Allison Dawn, MSc, GEMM Lab graduate, OSU Department of Fisheries, Wildlife and Conservation Sciences, Geospatial Ecology of Marine Megafauna Lab
The second year of my master’s flew by. Gone were the days of feeling new to graduate school. While I was feeling more comfortable navigating courses, balancing time at both Corvallis and HMSC campuses, and leading recruitment and logistics for the TOPAZ/JASPER field seasons, I certainly felt intimidated by my long, yet exciting, list of research goals I planned to accomplish in order to graduate in Summer 2023. Now, I am proud to say we have come a long way from my (overly ambitious) research proposal and simple Pearson correlations.
At this time last year, I had narrowed down a few key environmental factors to assess relationships between zooplankton in reef systems where PCFG gray whales feed and environmental variability. Even still, I was feeling frustrated at my preliminary analysis results that suggested upwelling had little to no impact on zooplankton abundance or whale foraging effort. This result was dissatisfying given what we know about the upwelling and the California Current System (CCS), so I wondered if my analysis approach, upwelling metrics, or both, were limited. However, thanks to the dedicated mentorship of Leigh, and an informal chat on the water with Aaron Galloway while dive tending for CamDO deployments, I was encouraged to dig even deeper into the literature (and subsequent debates) on the role of upwelling in the nearshore. After several inspiring meetings with the lab about our latest literature deep-dive, I reconfigured my initial hypotheses and charged ahead into the next phases of analysis with a different metric of upwelling than I had calculated before, which I will describe further below. While my final chapter includes a total of seven environmental factors that capture both broad- and fine-temporal temporal scales, for the purposes of this blog I will just share the result of the broad-scale impact of intermittent upwelling on both zooplankton abundance and gray whale foraging effort.
First, a brief recap on upwelling — during the spring and summer in the CCS, strong northerly winds push surface waters offshore, bringing cold, nutrient rich waters from the deep; which creates coastal upwelling. However, upwelling is not persistent. There are periods of time when these northerly winds relax, reducing surface water advection, and upwelling stalls. This relaxation period allows for nearshore retention of primary productivity, which permeates trophic levels with important nutrients. The alternation between upwelling and relaxation is called “intermittent upwelling”, and researchers are finding that the occurrence of relaxation periods are just as important as upwelling itself. Both support biophysical mechanisms that deliver and retain nutrients in the system.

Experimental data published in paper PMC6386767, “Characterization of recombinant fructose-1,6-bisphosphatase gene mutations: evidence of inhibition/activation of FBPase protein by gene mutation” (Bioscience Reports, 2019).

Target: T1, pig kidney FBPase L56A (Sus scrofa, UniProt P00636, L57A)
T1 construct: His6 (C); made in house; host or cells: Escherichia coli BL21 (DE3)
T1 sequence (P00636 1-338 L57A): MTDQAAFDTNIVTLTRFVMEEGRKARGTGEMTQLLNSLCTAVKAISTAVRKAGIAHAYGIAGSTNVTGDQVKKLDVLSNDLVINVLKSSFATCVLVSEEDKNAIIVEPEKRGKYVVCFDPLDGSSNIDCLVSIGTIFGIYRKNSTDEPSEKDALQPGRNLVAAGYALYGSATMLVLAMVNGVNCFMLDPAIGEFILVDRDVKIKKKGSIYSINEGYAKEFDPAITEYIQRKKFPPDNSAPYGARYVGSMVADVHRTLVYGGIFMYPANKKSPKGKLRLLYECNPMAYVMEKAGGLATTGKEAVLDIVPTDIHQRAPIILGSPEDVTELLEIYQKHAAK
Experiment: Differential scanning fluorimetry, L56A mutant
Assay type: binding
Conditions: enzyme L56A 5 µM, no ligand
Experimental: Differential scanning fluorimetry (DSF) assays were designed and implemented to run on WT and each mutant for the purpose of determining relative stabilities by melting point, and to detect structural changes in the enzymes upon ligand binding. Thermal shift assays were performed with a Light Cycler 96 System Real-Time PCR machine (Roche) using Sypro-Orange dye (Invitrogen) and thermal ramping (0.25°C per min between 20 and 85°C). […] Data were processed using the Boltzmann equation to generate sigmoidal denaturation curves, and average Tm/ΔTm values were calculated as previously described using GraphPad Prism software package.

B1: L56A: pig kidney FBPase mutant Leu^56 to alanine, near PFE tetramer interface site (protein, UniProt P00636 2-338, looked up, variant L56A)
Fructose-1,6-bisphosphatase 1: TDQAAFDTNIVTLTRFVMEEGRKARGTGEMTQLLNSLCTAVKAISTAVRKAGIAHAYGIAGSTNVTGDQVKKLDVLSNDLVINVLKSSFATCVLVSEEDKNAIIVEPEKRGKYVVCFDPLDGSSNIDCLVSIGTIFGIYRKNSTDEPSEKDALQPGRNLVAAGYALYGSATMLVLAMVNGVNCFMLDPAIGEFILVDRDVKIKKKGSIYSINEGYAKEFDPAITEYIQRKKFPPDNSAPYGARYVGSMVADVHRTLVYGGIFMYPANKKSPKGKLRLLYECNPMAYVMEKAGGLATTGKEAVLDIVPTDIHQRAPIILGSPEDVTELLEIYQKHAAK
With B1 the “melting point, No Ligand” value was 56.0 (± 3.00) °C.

For an example of intermittent upwelling in the CCS, Figure 1 shows a northerly wind stress plot taken from a coastal buoy near our Port Orford study area during 2016. On the y-axis we have northerly wind stress, where positive values show less strong northerly winds, indicating downwelling favorable conditions, and negative values represent strong northerly winds, indicating upwelling favorable conditions. The x-axis is months over time. Here, you can see how in the winter downwelling prevails, but in the summer time we mainly have upwelling favorable winds. However, these summer periods are punctuated by positive values of wind stress, demonstrating that alternations between upwelling and relaxation occur several times throughout the spring and summer period.
Figure 1: Example plot of northerly wind stress plot taken from NOAA Buoy 4601 in 2016 (near our Port Orford, Oregon study area).
The role of upwelling intermittency has been explored in previous work and was posited as the Intermittent Upwelling Hypothesis (IUH) by Menge and Menge 2013. Figure 2, left, demonstrates this hypothesis in theoretical plots. In panel A we see that the rates of ecological processes such as primary productivity and prey response are maximal in at middle values of persistent upwelling and downwelling. In panel B. we see ecological processes positively increase with an index of upwelling intermittency. In Figure 2, right, the authors tested this hypothesis on chlorophyll-a and barnacle and mussel larval recruitment across several study sites and found the results did closely match theory.
Figure 2: Left, Intermittent Upwelling Hypothesis (IUH) theoretical plots showing predicted unimodal relationship between nutrient availability and prey response along a gradient between persistent upwelling and persistent downwelling (panel A) and the expected linear relationship between nutrient availability and upwelling intermittency (panel B); Right, Chlorophyll-a, barnacle, and mussel recruitment responses to an upwelling and intermittency index. Menge and Menge 2013.